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PETALING JAYA, 15 November 2019: Fighting litter and preventing plastics from entering the environment is a joint effort by the plastics industry working together with governments, brand owners, consumers and communities, leaders of Asia’s plastics industry chimed at the 18th Term Conference of the ASEAN Federation of Plastics Industries (AFPI) and the 29th Asia Plastics Forum (APF).


“Litter remains the most pressing problem as a source of plastic waste and pollution and must be addressed as part of Asian countries’ efforts to develop a Circular Economy and a New Plastics Economy,” said APF secretary-general, Callum Chen.


“There simply is no technology to address littering. It is behavioural change that is needed to make the difference. The plastics industry alone cannot solve littering. It requires Government, environment groups, NGOs all coming together alongside the industry,” he added.


Some 50 industry leaders and experts from Asia’s plastics industry gathered today at the annual conference. Hosted by Malaysian Plastics Manufacturers Association (MPMA) who acts as the secretariat of APF and recently assumed its role as the Chairman of AFPI in September 2019, the conference was officiated by YB Dr Ong Kian Ming, Deputy Minister of the Ministry of International Trade, and Industry (MITI). 


“This platform is a necessary initiative to empower the local industry and motivate the industry players, particularly small-to-medium sized enterprises (SMEs) to remain aware of the current challenges and help them in assessing their capabilities and readiness to compete on a global scale. This is particularly important amidst growing consumer preference for sustainable solutions that can address concern for single use plastics,” said YB Dr Ong Kian Ming.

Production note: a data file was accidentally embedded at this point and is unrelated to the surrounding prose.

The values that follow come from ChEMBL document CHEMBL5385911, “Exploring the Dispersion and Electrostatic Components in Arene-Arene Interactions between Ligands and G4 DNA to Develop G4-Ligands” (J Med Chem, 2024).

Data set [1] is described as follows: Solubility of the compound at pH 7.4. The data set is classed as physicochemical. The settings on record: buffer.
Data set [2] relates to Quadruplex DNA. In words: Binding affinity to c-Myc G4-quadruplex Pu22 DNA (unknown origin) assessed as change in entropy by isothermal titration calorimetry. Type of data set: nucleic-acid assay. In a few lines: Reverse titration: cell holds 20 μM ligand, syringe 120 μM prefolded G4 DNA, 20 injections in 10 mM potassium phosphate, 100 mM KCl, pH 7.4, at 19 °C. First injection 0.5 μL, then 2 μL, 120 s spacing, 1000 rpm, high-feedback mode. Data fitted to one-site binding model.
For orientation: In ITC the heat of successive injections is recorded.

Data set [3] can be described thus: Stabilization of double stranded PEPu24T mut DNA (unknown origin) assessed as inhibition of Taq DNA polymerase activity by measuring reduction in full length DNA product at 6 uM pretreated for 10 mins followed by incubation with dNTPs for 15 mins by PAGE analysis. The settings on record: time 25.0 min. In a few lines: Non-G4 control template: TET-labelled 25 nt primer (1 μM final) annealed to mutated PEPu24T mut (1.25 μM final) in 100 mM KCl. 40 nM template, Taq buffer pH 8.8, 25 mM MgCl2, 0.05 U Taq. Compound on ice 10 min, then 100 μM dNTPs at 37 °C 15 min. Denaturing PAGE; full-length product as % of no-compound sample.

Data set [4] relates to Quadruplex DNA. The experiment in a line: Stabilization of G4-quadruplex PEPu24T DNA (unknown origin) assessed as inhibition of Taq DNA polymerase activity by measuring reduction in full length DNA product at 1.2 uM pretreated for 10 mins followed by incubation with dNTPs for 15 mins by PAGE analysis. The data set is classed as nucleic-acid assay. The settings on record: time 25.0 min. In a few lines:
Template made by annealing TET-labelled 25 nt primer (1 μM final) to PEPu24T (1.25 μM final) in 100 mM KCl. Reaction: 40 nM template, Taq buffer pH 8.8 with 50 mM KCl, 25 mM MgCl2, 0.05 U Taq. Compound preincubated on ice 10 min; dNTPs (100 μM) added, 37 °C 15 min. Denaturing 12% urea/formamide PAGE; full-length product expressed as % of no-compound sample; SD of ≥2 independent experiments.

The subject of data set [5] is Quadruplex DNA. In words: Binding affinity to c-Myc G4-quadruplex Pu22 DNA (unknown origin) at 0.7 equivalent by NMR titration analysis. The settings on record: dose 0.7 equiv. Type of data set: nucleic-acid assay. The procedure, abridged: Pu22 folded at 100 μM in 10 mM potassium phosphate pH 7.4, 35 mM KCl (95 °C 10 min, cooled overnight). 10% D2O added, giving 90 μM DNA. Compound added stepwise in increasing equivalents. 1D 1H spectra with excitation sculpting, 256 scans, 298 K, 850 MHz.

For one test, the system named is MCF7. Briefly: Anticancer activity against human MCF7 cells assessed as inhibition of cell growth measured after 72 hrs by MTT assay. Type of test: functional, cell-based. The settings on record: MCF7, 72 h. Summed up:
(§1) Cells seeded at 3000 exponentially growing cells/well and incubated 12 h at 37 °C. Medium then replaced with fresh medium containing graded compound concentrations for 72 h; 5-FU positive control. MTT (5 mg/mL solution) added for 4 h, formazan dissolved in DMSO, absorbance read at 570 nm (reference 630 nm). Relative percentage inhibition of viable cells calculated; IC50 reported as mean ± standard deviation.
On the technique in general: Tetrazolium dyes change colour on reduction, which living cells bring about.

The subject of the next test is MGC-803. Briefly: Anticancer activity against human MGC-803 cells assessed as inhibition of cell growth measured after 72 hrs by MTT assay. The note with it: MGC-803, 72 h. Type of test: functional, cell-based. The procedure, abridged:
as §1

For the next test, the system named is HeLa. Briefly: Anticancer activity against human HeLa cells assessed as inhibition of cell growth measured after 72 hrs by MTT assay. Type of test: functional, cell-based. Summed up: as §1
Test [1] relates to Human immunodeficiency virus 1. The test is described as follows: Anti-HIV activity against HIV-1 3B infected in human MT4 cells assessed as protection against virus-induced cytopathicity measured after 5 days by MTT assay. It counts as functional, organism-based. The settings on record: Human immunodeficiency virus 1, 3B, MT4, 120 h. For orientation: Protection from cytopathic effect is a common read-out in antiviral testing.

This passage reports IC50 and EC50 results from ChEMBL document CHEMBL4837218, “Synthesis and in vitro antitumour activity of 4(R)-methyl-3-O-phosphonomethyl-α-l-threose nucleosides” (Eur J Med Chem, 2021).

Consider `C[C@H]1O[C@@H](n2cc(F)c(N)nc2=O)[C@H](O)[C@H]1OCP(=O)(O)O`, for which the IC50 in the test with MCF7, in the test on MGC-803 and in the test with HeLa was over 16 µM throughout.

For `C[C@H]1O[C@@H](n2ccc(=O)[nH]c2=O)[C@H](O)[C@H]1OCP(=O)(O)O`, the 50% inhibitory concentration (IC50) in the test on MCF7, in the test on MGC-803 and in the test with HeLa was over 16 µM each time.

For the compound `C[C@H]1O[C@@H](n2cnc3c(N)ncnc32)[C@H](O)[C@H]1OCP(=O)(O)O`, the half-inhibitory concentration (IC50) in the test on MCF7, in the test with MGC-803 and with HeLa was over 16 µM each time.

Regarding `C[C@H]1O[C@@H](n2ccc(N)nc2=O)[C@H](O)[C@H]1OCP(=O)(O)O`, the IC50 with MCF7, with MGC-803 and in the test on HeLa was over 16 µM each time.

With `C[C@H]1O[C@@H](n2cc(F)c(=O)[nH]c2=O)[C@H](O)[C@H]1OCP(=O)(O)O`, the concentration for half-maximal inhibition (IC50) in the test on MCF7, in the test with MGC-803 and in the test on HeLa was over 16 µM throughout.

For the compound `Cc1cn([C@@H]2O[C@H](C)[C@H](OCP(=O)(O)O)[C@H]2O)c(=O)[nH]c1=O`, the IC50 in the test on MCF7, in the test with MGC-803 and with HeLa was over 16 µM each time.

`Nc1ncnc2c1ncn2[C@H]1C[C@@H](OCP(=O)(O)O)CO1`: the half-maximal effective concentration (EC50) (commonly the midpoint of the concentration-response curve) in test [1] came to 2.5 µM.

Every year, the AFPI Conference is held in conjunction with the APF and is rotated amongst 12 countries. Themed “Building a resilient and innovative plastics industry” this year, the participants explored new trends in plastics waste management and business opportunities in the circular economy.


They also discussed how to innovate in order to develop a New Plastics Economy and were briefed on the establishment of the Malaysian Plastics Pact and multi-stakeholder collaborations.


“ASEAN economies must be able to participate in these megatrends if their futures are to be assured. Threats to the value of labour, skills sets, foreign direct investments, income and wealth distribution and ultimately governance systems are growing, and likely to become more critical in the future,” said Datuk Lim Kok Boon, AFPI Chairman and MPMA President. 


“As an Asian regional group, we need to emphasise the importance of a circular economy and collaboration between our member countries. This regenerative approach, in contrast to the linear economy of “take-make-use-throw” system, requires the participation of all the parties in the entire chain,” he added


“Recycling is the key element of the Circular Economy. Together with Malaysian Plastics Recycling Association (MPRA), MPMA has committed to developing a clean, vibrant and healthy plastics recycling industry that would create a new engine of growth for employment and a dynamic export sector,” added Datuk Lim.


To achieve this long-term target, MPMA and MPRA in collaboration with Monash University Malaysia had published a White Paper on Advanced Plastics Recycling Industry for Malaysia. Launched recently in October 2019, the White Paper suggests for all stakeholders to have further discussions and consultations to advance and modernise the plastics recycling sector.


The AFPI conference was attended by government officials and key players across the supply chain from the 12 APF member countries, namely Bangladesh, China, India, Indonesia, Japan, Myanmar, Philippines, Singapore, Sri Langka, Thailand, Vietnam and Malaysia.

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